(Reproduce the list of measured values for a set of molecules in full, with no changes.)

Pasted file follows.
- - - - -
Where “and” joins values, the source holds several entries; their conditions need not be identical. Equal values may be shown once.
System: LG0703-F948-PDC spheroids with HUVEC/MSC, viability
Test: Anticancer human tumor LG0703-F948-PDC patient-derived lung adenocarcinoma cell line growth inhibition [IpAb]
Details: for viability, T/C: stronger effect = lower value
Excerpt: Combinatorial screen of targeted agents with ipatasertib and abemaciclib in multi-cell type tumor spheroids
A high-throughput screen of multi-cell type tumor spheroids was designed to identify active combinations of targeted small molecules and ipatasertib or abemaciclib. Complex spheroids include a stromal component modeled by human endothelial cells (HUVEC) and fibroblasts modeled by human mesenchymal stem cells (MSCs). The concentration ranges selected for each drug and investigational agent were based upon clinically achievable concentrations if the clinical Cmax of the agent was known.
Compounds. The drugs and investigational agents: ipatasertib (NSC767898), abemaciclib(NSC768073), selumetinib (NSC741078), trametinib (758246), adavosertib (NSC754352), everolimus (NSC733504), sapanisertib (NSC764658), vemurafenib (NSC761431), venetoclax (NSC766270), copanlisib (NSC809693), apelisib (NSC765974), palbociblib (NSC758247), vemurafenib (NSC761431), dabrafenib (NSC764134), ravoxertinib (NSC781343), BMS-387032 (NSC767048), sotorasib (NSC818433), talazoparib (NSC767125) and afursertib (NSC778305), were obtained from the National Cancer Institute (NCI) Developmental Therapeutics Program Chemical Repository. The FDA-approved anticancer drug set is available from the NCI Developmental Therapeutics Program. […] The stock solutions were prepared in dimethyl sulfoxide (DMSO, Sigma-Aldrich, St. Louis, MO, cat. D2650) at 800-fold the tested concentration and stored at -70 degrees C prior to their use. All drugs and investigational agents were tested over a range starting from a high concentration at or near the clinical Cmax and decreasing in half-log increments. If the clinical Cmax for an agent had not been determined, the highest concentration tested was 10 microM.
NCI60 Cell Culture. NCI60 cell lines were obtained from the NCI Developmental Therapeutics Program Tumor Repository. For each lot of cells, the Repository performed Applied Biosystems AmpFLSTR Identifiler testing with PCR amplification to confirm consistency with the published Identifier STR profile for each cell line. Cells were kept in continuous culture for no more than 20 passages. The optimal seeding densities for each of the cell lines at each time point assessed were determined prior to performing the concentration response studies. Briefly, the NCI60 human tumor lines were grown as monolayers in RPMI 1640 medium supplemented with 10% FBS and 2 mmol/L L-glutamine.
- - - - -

Where “and” joins values, the source holds several entries; their conditions need not be identical. Equal values may be shown once.
System: LG0703-F948-PDC spheroids with HUVEC/MSC, viability
Test: Anticancer human tumor LG0703-F948-PDC patient-derived lung adenocarcinoma cell line growth inhibition [IpAb]
Details: for viability, T/C: stronger effect = lower value
Excerpt: Combinatorial screen of targeted agents with ipatasertib and abemaciclib in multi-cell type tumor spheroids
A high-throughput screen of multi-cell type tumor spheroids was designed to identify active combinations of targeted small molecules and ipatasertib or abemaciclib. Complex spheroids include a stromal component modeled by human endothelial cells (HUVEC) and fibroblasts modeled by human mesenchymal stem cells (MSCs). The concentration ranges selected for each drug and investigational agent were based upon clinically achievable concentrations if the clinical Cmax of the agent was known.
Compounds. The drugs and investigational agents: ipatasertib (NSC767898), abemaciclib(NSC768073), selumetinib (NSC741078), trametinib (758246), adavosertib (NSC754352), everolimus (NSC733504), sapanisertib (NSC764658), vemurafenib (NSC761431), venetoclax (NSC766270), copanlisib (NSC809693), apelisib (NSC765974), palbociblib (NSC758247), vemurafenib (NSC761431), dabrafenib (NSC764134), ravoxertinib (NSC781343), BMS-387032 (NSC767048), sotorasib (NSC818433), talazoparib (NSC767125) and afursertib (NSC778305), were obtained from the National Cancer Institute (NCI) Developmental Therapeutics Program Chemical Repository. The FDA-approved anticancer drug set is available from the NCI Developmental Therapeutics Program. […] The stock solutions were prepared in dimethyl sulfoxide (DMSO, Sigma-Aldrich, St. Louis, MO, cat. D2650) at 800-fold the tested concentration and stored at -70 degrees C prior to their use. All drugs and investigational agents were tested over a range starting from a high concentration at or near the clinical Cmax and decreasing in half-log increments. If the clinical Cmax for an agent had not been determined, the highest concentration tested was 10 microM.
NCI60 Cell Culture. NCI60 cell lines were obtained from the NCI Developmental Therapeutics Program Tumor Repository. For each lot of cells, the Repository performed Applied Biosystems AmpFLSTR Identifiler testing with PCR amplification to confirm consistency with the published Identifier STR profile for each cell line. Cells were kept in continuous culture for no more than 20 passages. The optimal seeding densities for each of the cell lines at each time point assessed were determined prior to performing the concentration response studies. Briefly, the NCI60 human tumor lines were grown as monolayers in RPMI 1640 medium supplemented with 10% FBS and 2 mmol/L L-glutamine.